Your next Russian release is Island Boy EP. What are you looking forward to sharing about Island Boy? How many songs will be on it? 
My next Russian Release is actually "Это на вкус как болезнь". It translates to "It Tastes Like Disease"

The name is inspired by "It Smells Like Teen Spirit" and the fact that the lyrical content is a bit skeptical and cynical. This project has a lot more attitude than my first project in Russian and I test out some pretty cool new sounds. There are 5 songs on it and there is a song called "Monster" that I'm particularly excited about. 

The Island Boy EP is a joint project with the extraordinary guitarist and songwriter Andrew Ruiz. It's  influenced by Faces, Bill Callahan,John Mayer,Don McLean,Kings of Leon and Bob Dylan.

 I hope to have both projects out by the summer but I'm looking at a total of 4 EP's for the year. Most of the material is already finished so there's a 75% chance that everything will see the light of day before the 4th quarter of the year. 

Ethos: When you toured in Russia, what was your favorite place you visited? If someone you know were to be traveling there for the first time, what would you recommend to them?

Chase: It's so hard to pick... I really enjoy Moscow but I've been there three times already so I'm sort of biased. I really like Sochi, which is like  Miami. I actually haven't been to Miami yet but it's super hot and there are palm trees everywhere! I recommend that anyone that goes to Russia should start off with Moscow. Soak up the beauty of the nation's capital and enjoy the big city life there. Tretyakovkaya museum is a must.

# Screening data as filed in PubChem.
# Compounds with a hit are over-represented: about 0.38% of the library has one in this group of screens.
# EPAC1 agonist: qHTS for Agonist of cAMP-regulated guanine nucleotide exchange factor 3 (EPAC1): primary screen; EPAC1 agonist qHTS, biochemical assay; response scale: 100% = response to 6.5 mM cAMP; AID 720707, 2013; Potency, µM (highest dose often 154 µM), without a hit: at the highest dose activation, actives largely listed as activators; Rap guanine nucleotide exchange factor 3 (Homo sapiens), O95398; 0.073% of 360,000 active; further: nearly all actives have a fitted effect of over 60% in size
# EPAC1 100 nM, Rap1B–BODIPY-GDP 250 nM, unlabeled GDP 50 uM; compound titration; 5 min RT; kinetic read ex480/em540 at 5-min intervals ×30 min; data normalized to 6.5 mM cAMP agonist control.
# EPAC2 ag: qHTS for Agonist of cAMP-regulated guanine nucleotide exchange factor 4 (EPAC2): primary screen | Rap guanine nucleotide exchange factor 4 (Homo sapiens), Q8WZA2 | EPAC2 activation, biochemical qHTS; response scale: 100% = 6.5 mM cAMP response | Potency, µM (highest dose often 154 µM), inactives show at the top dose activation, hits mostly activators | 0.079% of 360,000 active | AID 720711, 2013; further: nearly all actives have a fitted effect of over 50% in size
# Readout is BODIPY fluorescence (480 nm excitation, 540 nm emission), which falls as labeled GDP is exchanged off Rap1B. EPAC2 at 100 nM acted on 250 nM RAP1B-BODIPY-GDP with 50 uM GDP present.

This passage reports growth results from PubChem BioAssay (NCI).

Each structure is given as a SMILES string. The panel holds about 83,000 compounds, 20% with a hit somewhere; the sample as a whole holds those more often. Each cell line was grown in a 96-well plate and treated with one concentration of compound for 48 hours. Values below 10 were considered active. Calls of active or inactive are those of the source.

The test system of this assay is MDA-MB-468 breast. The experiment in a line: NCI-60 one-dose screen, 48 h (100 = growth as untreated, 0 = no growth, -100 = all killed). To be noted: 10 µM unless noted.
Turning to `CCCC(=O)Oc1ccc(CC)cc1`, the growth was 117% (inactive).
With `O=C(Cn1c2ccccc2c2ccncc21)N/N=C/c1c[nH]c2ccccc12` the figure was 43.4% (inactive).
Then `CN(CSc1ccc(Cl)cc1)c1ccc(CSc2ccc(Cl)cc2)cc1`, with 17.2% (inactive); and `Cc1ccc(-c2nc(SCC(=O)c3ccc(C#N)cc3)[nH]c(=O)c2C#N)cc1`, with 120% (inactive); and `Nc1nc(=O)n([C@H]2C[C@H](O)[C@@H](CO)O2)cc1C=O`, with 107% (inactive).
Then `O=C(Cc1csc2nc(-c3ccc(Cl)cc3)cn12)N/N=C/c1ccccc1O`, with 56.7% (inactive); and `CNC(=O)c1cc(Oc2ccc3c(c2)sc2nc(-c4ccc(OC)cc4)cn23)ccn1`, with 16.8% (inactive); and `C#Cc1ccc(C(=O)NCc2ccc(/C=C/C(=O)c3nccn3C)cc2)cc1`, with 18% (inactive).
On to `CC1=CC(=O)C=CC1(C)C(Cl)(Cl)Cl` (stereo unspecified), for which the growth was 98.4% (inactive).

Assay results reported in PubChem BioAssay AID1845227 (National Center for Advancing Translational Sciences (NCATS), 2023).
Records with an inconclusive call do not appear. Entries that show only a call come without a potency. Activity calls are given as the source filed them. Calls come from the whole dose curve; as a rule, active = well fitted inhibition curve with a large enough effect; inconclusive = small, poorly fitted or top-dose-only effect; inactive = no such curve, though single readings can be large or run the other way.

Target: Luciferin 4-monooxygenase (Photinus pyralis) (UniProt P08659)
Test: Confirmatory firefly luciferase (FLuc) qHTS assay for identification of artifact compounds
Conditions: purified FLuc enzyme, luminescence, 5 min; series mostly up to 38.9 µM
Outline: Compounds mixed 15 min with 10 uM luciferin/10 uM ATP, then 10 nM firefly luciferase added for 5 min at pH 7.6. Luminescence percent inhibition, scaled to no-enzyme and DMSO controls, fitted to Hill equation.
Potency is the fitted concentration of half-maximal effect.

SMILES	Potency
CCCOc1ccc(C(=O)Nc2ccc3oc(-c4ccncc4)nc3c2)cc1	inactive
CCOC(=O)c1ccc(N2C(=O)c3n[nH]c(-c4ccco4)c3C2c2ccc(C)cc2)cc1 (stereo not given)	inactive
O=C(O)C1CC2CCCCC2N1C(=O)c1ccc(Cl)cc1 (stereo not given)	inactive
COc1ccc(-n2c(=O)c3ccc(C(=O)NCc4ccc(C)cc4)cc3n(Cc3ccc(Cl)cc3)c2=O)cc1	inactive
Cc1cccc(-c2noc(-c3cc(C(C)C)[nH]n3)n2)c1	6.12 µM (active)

Ethos: You’re about to head out on a Northeast tour with Letters to Nepal. Can you tell us a little more about how you met them and share your favorite song by them? 

Chase: I actually posted a demo version of the song "Две тысячи два" ("2002") which is on The World Outside My Window. Letters to Nepal found it and invited me to one of their shows. About a year and change later we are going on tour together.

My favorite song by them is Lupus. It's on their new album Lux and it's a chilling song about the band's perception of their home region - Siberia. 

Ethos: On your tour, you’re visiting many cities- including one of my very favorites, Chicago. What are you looking forward to the most on your tour?

I just look forward to playing which I know sounds like a totally obvious statement but I really just look forward to sharing my music with a bunch of new people. Any chance I get to do that is exciting to me. 

Ethos: Lastly, the word ethos describes the basic morals that form one’s customs in creating their culture. Describe your work ethic as a musician- what makes up Chase Winters’s cultural input?

Life is short... I try to stay as active as possible to keep up with the battle against time that we all are up against and I try to make music until my heart is content. I make music that I hope makes people feel some sort of emotion. I want to bring as many people together as possible through music and that's what makes up Chase's culture. Togetherness, emotions and good tunes.